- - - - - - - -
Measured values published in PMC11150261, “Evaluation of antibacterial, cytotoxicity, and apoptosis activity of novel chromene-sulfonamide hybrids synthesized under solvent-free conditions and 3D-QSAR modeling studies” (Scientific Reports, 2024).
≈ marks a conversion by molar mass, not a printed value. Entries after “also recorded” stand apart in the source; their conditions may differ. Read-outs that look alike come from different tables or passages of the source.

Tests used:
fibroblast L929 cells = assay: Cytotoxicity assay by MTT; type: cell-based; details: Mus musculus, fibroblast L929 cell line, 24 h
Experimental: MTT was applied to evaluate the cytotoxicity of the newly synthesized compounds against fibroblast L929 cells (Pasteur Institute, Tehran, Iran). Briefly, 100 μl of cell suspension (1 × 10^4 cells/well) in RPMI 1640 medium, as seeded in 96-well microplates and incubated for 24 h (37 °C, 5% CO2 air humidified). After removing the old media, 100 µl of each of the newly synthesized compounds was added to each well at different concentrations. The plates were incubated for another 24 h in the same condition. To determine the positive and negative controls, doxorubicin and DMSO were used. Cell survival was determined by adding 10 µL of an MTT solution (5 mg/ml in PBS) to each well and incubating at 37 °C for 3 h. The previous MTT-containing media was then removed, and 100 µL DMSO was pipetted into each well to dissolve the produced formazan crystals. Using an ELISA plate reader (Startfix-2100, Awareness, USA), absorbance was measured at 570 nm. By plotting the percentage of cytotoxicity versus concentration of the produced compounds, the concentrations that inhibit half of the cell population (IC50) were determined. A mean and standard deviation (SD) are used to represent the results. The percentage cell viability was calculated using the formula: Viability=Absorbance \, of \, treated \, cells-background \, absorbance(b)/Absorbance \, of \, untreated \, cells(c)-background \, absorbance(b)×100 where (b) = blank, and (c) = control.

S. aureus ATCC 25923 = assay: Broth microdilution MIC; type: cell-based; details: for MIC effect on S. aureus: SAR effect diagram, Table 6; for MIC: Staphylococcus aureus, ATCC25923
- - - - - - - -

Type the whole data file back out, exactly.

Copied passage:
Measured values published in PMC11150261, “Evaluation of antibacterial, cytotoxicity, and apoptosis activity of novel chromene-sulfonamide hybrids synthesized under solvent-free conditions and 3D-QSAR modeling studies” (Scientific Reports, 2024).
≈ marks a conversion by molar mass, not a printed value. Entries after “also recorded” stand apart in the source; their conditions may differ. Read-outs that look alike come from different tables or passages of the source.

Tests used:
fibroblast L929 cells = assay: Cytotoxicity assay by MTT; type: cell-based; details: Mus musculus, fibroblast L929 cell line, 24 h
Experimental: MTT was applied to evaluate the cytotoxicity of the newly synthesized compounds against fibroblast L929 cells (Pasteur Institute, Tehran, Iran). Briefly, 100 μl of cell suspension (1 × 10^4 cells/well) in RPMI 1640 medium, as seeded in 96-well microplates and incubated for 24 h (37 °C, 5% CO2 air humidified). After removing the old media, 100 µl of each of the newly synthesized compounds was added to each well at different concentrations. The plates were incubated for another 24 h in the same condition. To determine the positive and negative controls, doxorubicin and DMSO were used. Cell survival was determined by adding 10 µL of an MTT solution (5 mg/ml in PBS) to each well and incubating at 37 °C for 3 h. The previous MTT-containing media was then removed, and 100 µL DMSO was pipetted into each well to dissolve the produced formazan crystals. Using an ELISA plate reader (Startfix-2100, Awareness, USA), absorbance was measured at 570 nm. By plotting the percentage of cytotoxicity versus concentration of the produced compounds, the concentrations that inhibit half of the cell population (IC50) were determined. A mean and standard deviation (SD) are used to represent the results. The percentage cell viability was calculated using the formula: Viability=Absorbance \, of \, treated \, cells-background \, absorbance(b)/Absorbance \, of \, untreated \, cells(c)-background \, absorbance(b)×100 where (b) = blank, and (c) = control.

S. aureus ATCC 25923 = assay: Broth microdilution MIC; type: cell-based; details: for MIC effect on S. aureus: SAR effect diagram, Table 6; for MIC: Staphylococcus aureus, ATCC25923